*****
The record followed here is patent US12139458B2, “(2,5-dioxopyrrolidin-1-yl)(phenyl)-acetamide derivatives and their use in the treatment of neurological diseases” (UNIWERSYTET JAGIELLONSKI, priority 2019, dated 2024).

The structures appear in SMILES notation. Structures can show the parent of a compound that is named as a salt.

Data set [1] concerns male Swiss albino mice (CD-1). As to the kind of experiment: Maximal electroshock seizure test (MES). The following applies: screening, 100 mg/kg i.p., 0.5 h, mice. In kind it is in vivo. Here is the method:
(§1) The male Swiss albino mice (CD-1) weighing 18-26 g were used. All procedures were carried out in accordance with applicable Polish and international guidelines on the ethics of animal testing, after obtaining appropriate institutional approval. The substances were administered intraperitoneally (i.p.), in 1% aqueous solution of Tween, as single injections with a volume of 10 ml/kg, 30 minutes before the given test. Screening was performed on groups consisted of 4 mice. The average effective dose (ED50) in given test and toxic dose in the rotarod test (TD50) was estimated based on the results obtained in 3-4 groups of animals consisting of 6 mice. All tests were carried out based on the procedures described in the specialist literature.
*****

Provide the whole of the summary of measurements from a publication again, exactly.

The record followed here is patent US12139458B2, “(2,5-dioxopyrrolidin-1-yl)(phenyl)-acetamide derivatives and their use in the treatment of neurological diseases” (UNIWERSYTET JAGIELLONSKI, priority 2019, dated 2024).

The structures appear in SMILES notation. Structures can show the parent of a compound that is named as a salt.

Data set [1] concerns male Swiss albino mice (CD-1). As to the kind of experiment: Maximal electroshock seizure test (MES). The following applies: screening, 100 mg/kg i.p., 0.5 h, mice. In kind it is in vivo. Here is the method:
(§1) The male Swiss albino mice (CD-1) weighing 18-26 g were used. All procedures were carried out in accordance with applicable Polish and international guidelines on the ethics of animal testing, after obtaining appropriate institutional approval. The substances were administered intraperitoneally (i.p.), in 1% aqueous solution of Tween, as single injections with a volume of 10 ml/kg, 30 minutes before the given test. Screening was performed on groups consisted of 4 mice. The average effective dose (ED50) in given test and toxic dose in the rotarod test (TD50) was estimated based on the results obtained in 3-4 groups of animals consisting of 6 mice. All tests were carried out based on the procedures described in the specialist literature.